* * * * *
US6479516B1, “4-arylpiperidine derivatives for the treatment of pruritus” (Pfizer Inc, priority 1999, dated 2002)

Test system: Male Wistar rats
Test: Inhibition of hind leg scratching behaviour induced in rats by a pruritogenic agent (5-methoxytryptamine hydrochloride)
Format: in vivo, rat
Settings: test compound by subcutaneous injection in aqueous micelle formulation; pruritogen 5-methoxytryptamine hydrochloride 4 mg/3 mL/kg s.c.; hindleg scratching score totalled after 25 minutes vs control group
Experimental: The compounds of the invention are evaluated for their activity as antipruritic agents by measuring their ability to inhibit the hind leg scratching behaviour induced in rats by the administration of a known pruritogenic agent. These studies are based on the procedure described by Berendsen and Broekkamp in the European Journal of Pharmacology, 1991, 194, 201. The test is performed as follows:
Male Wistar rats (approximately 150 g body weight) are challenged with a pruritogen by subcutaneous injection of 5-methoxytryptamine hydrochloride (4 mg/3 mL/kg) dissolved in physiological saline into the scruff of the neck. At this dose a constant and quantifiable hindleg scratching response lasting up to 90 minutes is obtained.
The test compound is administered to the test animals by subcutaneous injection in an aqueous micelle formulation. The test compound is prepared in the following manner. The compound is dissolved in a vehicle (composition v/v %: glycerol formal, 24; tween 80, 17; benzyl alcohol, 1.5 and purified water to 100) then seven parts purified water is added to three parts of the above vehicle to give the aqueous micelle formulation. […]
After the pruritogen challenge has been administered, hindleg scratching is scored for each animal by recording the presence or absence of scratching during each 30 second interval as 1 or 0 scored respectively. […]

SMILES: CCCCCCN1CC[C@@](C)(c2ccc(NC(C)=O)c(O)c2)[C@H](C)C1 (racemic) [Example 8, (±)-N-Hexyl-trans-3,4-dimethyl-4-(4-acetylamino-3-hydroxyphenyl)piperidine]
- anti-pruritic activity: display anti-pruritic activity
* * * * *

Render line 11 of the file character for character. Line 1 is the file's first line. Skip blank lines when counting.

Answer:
- anti-pruritic activity: display anti-pruritic activity